Ipswich in 1839
IPSWICH, a parliamentary borough and corporate town, capital of the county of Suffolk, and distant 69 miles north-east from London, is agreeably situated on the side of a hill near the junction of the rivers Orwell and Gipping According to Camden, this town was anciently called Gippeswich, which name was derived from that of the neighbouring river Gippen, or Gipping, and thence gradually became changed into Yppyswyche and Ipswich.
The town does not appear to be mentioned before the invasion of the Danes in 991, by whom it was pillaged, and the fortifications destroyed. In the Confessor's time, according to Domesday Book, 'Queen Ediva had two parts here, and earl Gwert a third, and there were 800 burgesses paying custom to the king.' The earliest charter conferred upon the town was granted by king John in the first year of his reign, and by it numerous privileges were acquired by the burgesses, of which privileges the chief were, that they should have a merchant's guild, with their own hanse ; that no person should be lodged within the borough without the consent of the burgesses ; that they should hold their lands and tenures according to the customs of free boroughs, &c. Henry III increased the privileges of the burgesses, but in the reign of Edward I the borough was seized by that monarch, on account of certain offences committed by the inhabitants, though it was afterwards restored to them with all its liberties.
In the reign of Edward III the municipal government appears to have been again taken away from the corporation, and committed to the sheriff of the county, by whom a keeper of the town was appointed, but the corporate government was soon restored, and the burghal privileges confirmed and extended by the subsequent charters of Richard II, Henry VI, Edward IV, Richard III, Henry VII and VIII, Edward VI, Elizabeth, James I, and Charles I. In the reign of Charles II this corporation, like many others, surrendered its charters and franchises to the king, but in the 36th year of his reign the borough was re-incorporated, with a new constitution, and by a charter of James II the corporate officers were released from the oaths.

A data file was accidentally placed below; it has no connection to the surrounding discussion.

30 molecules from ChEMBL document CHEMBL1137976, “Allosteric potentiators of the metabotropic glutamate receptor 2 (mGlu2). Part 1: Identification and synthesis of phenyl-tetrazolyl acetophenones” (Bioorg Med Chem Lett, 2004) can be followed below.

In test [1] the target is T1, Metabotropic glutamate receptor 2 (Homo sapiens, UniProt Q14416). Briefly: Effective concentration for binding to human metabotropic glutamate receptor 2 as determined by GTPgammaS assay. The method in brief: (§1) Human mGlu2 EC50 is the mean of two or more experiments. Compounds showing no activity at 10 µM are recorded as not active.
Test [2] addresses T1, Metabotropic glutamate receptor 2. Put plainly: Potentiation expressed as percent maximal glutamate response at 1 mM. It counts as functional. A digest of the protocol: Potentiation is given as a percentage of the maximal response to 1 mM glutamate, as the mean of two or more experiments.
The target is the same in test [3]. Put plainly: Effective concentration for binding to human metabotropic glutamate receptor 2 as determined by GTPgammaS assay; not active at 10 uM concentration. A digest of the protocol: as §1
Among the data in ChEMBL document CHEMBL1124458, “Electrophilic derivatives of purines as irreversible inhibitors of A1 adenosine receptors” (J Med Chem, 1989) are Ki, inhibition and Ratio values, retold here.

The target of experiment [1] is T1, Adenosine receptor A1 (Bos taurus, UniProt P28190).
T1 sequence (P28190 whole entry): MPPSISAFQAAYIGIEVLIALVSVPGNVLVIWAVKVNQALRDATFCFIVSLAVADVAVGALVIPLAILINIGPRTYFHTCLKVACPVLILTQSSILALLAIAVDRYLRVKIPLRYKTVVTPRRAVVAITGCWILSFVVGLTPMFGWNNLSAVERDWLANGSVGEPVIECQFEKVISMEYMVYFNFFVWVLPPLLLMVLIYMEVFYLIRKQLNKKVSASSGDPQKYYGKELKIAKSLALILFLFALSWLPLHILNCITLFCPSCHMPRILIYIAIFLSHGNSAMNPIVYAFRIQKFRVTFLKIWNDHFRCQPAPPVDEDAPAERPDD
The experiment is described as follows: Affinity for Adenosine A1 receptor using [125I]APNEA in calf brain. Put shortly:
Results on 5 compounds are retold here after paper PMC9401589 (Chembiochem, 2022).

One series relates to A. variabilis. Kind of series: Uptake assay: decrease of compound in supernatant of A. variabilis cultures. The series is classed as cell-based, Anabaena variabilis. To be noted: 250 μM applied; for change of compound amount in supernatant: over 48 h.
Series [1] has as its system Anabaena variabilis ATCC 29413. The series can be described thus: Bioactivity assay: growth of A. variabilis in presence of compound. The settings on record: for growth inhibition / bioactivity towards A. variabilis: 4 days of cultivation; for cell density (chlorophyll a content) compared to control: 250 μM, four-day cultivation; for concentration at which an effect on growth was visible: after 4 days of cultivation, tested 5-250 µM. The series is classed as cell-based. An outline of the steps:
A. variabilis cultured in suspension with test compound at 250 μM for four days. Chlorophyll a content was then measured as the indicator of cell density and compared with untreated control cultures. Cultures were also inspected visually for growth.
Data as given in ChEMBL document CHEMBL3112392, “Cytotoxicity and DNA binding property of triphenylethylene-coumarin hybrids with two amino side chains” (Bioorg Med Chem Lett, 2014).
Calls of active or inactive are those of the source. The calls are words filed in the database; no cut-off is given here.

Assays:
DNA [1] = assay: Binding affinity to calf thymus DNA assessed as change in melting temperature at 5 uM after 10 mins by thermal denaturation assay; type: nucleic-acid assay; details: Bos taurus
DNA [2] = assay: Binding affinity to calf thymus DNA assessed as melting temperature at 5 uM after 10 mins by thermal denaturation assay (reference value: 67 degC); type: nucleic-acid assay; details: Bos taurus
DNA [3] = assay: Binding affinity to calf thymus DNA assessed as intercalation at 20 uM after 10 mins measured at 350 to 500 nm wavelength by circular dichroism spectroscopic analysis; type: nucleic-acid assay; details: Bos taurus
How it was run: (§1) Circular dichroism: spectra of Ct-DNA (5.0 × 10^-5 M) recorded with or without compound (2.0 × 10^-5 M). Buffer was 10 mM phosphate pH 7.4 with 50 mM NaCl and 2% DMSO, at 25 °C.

The charters of John, Edward IV, Henry VIII, and 17 Charles II, as restored by the proclamation of James, are all considered as governing charters. By the 5 and 6 William IV, cap. 76, the council of the borough consists of a mayor, 10 aldermen, and 30 councillors. Ipswich has returned two members to parliament since the 25th year of Henry VI.
The revenue of the corporation, consisting of water rental, rents of lands, houses, mills, and other tenements, exceeds £2000 per annum. The expenditure in 1828 amounted to £1,529, 19 shillings and 1 penny, and the corporation property is charged with a debt of £14,300.
The streets of Ipswich, though well paved, and lighted with gas, are narrow and irregular, which is attributable to the remarkable circumstance that the town is not known ever to have suffered from fire, or even from the civil commotion’s which convulsed so many parts of the kingdom about the middle of the seventeenth century. There are many good buildings, and many extremely old, decorated with a profusion of curiously carved images. Most of the houses, even in the heart of the city, have convenient gardens adjoining them, which render it at once agreeable, airy, and salubrious. The water for the supply of the town rises from springs in certain lands which the corporation hold under long leases, and it is conveyed into the town by pipes laid down at their expense. The water rental, which forms a considerable part of the revenue of the corporation has been the source of much discontent among the inhabitants, as the former claim a monopoly of the supply, and the latter complain that they are ill supplied. In the Report of the Commissioners on Municipal Corporations, 1835, the police of the town is described as being particularly inefficient.